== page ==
Florida cop, Marine and Army Reserve veteran hailed at funeral for seeing everyone as family


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Uniformed pallbearers carry away the casket of Master Patrol Officer Jesse Madsen following his funeral Tuesday at Idlewild Baptist Church in Lutz, Florida. Madsen, who served in the Marine Corps and Army Reserves, was to be interred at the Florida National Cemetery in Bushnell, Florida. (Dirk Shadd/Tampa Bay Times)

Officer Jesse Madsen considered everyone he met to be family.

He was born to a young mother who loved him but knew she couldn’t care for him, so he went home from the hospital with an adoptive family. After a few weeks, the family decided his skin was too dark and he was given up again.

When Jesse turned 6 months old, Bruce Madsen, a single father of two, adopted him. As the boy grew up, he showed a unique capacity to love strangers as if they were family. He was more than a son, Bruce Madsen said. He became a real-life superhero.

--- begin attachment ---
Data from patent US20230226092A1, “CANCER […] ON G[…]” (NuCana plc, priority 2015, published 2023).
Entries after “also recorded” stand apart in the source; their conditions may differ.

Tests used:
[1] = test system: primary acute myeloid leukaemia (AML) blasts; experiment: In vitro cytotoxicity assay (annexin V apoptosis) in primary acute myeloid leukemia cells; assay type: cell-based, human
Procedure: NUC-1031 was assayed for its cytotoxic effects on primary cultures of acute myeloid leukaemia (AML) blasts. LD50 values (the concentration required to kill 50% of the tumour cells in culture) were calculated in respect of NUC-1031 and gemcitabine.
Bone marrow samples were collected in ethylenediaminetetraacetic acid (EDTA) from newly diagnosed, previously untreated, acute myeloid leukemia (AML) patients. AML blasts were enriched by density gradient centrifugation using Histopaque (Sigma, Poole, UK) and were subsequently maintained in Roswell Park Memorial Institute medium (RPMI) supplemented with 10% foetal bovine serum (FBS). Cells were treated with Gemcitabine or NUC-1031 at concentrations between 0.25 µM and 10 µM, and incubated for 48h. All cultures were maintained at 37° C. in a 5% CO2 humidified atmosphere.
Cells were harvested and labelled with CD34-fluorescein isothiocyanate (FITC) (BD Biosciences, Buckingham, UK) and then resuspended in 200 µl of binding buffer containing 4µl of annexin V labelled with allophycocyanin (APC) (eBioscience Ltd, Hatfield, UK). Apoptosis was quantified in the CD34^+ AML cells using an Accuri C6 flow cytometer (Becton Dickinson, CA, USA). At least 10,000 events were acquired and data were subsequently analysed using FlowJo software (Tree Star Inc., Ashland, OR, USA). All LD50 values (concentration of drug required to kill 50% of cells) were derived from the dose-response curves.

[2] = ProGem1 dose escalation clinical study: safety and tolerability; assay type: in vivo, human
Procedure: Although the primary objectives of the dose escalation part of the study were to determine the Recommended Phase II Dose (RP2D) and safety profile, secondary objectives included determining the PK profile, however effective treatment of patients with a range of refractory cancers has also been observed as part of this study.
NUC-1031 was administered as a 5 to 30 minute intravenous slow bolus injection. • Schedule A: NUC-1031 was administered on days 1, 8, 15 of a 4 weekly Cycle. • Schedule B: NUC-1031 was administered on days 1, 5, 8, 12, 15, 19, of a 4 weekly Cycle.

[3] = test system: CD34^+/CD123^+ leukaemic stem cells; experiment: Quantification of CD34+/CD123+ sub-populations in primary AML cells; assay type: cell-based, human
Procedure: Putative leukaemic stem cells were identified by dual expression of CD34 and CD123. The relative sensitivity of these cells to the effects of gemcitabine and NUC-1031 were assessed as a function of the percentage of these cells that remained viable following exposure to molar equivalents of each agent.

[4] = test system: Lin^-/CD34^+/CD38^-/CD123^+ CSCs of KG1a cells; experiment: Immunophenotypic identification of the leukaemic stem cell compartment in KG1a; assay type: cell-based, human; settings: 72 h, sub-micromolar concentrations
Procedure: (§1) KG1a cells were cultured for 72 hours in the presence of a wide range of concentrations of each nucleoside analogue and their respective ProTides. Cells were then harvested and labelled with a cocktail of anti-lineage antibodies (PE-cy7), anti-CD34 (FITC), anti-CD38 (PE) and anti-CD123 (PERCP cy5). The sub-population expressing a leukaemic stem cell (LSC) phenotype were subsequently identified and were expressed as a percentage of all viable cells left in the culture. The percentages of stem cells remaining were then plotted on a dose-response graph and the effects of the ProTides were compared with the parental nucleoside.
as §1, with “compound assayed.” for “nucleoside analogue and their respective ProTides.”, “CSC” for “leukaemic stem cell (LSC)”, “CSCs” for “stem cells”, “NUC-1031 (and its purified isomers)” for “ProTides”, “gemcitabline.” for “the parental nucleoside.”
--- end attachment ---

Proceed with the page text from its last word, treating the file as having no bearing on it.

“Was he Superman? Batman? Tony Stark? No, he was Jesse Madsen,” Tampa Police Chief Brian Dugan said during the officer’s memorial service Tuesday at Idlewild Baptist Church in Lutz, Florida. “Those fictitious superheroes got nothing on him.”

Under the circumstances, Dugan said, someone was going to die the night of March 9 as Master Patrol Officer Jesse Madsen drove home on Interstate 275 and a call came in about a wrong-way driver. Madsen made the split-second decision to keep driving, Dugan said — to lead by example, to turn fear into courage, and to sacrifice his own life for others he would never know.